Asking the right questions can help you find a good contractor

Dear James:

I am going to have a major remodeling job done at my home. This is my first major project, so I need to find a competent remodeling contractor. How do I evaluate various contractors?

— Jean W.

Dear Jean:

Everyone who watches the evening news hears horror stories about how remodeling contractors start a job, collect a large down payment and then take off to the next town. This does happen, but most contractors are reputable. The quality of their work generally varies more than their ethics.

First, do some research on the type of remodeling job you are considering. Builder magazines, such as Fine Homebuilding, Remodeling, Kitchen and Bath Business, Builder and Custom Builder are excellent sources for both design ideas and general background knowledge.

When you begin discussing your project with contractors, this knowledge will be helpful. You not only will know the building terms and understand each other, but the contractor will realize you know something about the project and methods. This often leads to better workmanship.

People often check with the Better Business Bureau, but this does not always provide reliable information. It is difficult to make comparisons among companies from their complaint records data because one company may have many more customers and thus more complaints. Use the BBB as a final resource.

When evaluating a smaller remodeling contractor, asking for many references can be helpful. They may do just a few major projects each year, so these references could represent a good portion of their business. Large contractors have so many customers that, even if they do poor quality work, they can find a few satisfied customers as references.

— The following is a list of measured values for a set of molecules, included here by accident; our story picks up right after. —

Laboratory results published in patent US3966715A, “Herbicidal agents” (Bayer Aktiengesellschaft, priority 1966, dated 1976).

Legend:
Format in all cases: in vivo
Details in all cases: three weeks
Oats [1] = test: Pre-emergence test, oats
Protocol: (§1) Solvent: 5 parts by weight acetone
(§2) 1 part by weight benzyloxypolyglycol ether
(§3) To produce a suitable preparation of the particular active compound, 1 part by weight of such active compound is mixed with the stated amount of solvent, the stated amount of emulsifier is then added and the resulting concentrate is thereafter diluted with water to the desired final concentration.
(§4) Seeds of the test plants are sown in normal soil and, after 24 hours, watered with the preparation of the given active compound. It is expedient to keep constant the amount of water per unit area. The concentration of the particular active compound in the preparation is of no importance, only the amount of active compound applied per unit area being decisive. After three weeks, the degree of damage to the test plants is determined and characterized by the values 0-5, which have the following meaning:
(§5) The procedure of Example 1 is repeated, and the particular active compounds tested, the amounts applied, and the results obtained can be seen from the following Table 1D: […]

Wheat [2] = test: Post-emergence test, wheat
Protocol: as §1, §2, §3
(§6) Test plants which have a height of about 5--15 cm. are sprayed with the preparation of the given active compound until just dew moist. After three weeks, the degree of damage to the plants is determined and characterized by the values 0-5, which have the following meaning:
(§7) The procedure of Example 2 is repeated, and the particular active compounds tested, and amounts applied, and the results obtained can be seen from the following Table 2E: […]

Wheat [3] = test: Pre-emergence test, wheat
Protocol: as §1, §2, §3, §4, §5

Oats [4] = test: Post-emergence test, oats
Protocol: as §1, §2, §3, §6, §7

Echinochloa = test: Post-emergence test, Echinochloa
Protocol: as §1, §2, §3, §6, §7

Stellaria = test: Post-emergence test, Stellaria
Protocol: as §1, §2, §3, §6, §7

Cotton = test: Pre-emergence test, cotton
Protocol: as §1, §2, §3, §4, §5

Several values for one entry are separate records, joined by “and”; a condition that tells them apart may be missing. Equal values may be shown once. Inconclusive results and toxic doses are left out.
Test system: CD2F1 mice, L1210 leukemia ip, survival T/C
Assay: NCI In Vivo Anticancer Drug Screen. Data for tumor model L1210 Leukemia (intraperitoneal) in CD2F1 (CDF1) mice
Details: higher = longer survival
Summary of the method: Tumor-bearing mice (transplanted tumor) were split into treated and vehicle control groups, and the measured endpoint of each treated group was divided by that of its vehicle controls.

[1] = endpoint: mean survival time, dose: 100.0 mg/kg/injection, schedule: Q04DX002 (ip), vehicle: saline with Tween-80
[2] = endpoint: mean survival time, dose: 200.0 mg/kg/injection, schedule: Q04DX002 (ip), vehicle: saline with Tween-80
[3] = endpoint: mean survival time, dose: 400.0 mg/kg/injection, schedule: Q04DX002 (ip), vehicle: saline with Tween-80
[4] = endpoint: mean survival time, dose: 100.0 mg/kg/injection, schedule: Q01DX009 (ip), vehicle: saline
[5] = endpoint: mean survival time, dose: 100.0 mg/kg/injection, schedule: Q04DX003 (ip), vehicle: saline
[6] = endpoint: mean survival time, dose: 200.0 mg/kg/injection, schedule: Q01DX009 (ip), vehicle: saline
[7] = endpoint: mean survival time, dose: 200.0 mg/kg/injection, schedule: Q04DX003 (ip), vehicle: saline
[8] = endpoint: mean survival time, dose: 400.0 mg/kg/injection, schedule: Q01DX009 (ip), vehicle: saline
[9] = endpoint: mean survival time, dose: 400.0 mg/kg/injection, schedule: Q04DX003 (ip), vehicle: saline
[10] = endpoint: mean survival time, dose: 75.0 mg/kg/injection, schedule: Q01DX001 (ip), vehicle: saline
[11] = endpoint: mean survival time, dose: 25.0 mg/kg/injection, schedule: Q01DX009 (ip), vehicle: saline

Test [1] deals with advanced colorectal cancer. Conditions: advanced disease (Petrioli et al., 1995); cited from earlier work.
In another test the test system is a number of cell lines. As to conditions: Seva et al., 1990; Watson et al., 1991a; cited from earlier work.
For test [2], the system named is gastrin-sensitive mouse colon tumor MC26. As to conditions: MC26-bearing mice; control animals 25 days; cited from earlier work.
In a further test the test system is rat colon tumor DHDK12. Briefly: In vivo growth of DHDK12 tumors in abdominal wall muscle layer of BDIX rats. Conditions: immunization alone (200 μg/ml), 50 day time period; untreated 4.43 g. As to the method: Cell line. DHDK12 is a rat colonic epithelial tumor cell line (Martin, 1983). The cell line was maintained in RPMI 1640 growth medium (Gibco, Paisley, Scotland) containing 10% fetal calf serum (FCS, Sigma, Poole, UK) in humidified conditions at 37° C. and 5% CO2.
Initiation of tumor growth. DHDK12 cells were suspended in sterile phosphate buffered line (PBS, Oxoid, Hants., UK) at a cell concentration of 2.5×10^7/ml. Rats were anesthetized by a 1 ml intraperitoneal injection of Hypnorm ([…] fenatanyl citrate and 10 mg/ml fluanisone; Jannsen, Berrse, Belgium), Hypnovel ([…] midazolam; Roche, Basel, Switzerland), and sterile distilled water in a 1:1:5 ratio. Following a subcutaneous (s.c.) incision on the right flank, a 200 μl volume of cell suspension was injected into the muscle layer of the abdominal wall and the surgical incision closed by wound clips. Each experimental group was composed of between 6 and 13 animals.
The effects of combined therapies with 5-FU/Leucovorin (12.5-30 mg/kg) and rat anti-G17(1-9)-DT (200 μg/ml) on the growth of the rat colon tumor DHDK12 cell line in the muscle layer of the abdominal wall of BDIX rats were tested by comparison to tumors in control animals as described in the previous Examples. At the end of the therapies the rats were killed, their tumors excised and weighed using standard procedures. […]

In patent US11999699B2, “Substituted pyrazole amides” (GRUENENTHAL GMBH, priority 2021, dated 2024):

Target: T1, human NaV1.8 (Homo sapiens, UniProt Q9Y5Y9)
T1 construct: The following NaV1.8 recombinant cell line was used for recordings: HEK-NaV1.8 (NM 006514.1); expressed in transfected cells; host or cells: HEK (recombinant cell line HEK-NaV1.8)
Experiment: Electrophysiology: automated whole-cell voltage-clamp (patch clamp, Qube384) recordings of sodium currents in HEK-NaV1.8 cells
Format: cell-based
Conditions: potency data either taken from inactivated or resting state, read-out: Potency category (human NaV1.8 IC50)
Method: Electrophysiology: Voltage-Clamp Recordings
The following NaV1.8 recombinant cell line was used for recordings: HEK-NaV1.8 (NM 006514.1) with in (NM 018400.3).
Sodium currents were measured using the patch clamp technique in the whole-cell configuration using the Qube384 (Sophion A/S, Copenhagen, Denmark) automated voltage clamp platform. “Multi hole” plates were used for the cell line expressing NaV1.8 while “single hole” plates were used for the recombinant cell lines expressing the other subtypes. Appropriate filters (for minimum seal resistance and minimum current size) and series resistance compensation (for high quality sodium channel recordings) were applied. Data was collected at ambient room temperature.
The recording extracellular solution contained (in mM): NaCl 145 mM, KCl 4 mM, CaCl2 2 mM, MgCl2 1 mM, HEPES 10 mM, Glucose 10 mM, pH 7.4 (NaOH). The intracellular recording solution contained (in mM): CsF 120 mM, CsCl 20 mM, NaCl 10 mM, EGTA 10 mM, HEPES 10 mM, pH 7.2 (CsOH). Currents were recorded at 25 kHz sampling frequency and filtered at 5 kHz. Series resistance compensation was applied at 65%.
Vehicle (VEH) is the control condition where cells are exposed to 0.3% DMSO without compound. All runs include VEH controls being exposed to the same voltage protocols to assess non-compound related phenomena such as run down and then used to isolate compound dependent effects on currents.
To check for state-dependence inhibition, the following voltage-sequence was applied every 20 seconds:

Visit several local lumberyards and commercial building supply outlets. Ask the store managers which contractors they would consider if they were remodeling their own homes. They often chat with contractors and hear stories no one else does.

Once you have narrowed down the potential contractors to just a few, plan to have a meeting or two with each to discuss details of the project. This will give you an idea of how thorough they are and also a feel for how you will get along. It is important to have a good rapport with your contractor. No matter how well a project is planned, issues and conflicts will arise, and it is helpful to be able to communicate well.

During your meetings, be sure to cover some of the following items: When can they start your project, and what is the estimated time to complete it? A quality contractor should be busy and not have time to start a remodeling job project immediately. If they can start it immediately, ask when they finished their last job.

Have them describe their best and worst experiences they have had on projects similar to yours. This indicates how open and honest they are about previous problems. The best experiences tell you what the contractors feel are most important about a job.

Also ask which staff member will be at your home each day and in charge of the project. You need to be sure someone will be there supervising the workers and subcontractors, and that it is an employee of the company.•

Send your questions to Here’s How, 6906 Royalgreen Dr., Cincinnati, OH 45244 or visit www.dulley.com. Opinions expressed are those of the author.

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